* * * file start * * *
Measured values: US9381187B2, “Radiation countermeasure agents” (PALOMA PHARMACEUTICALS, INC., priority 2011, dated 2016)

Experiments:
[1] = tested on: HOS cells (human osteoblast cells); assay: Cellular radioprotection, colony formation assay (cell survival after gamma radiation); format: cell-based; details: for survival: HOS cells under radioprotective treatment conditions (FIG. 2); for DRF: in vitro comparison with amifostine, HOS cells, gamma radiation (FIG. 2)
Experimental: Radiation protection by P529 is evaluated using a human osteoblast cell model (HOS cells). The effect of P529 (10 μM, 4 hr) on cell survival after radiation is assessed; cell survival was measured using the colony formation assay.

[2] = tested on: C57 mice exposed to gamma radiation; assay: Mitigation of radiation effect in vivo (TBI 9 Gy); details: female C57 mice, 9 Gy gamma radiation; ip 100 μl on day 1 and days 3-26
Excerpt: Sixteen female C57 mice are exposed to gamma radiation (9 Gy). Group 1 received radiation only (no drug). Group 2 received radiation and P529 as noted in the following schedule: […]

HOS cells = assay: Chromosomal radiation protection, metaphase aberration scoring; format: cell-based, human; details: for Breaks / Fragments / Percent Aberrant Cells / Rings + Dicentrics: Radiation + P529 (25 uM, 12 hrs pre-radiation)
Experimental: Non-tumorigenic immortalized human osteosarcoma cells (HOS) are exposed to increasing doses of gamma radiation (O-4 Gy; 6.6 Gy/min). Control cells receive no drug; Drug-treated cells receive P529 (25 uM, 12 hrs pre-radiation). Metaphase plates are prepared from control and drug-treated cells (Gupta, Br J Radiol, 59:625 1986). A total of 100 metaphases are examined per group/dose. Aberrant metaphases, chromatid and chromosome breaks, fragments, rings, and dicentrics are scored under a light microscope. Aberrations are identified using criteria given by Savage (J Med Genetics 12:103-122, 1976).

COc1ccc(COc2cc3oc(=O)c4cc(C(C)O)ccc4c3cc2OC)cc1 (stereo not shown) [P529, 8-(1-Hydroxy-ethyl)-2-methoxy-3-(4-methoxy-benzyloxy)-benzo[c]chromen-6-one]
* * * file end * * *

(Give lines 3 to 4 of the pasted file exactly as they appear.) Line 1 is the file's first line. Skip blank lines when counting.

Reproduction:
[1] = tested on: HOS cells (human osteoblast cells); assay: Cellular radioprotection, colony formation assay (cell survival after gamma radiation); format: cell-based; details: for survival: HOS cells under radioprotective treatment conditions (FIG. 2); for DRF: in vitro comparison with amifostine, HOS cells, gamma radiation (FIG. 2)
Experimental: Radiation protection by P529 is evaluated using a human osteoblast cell model (HOS cells). The effect of P529 (10 μM, 4 hr) on cell survival after radiation is assessed; cell survival was measured using the colony formation assay.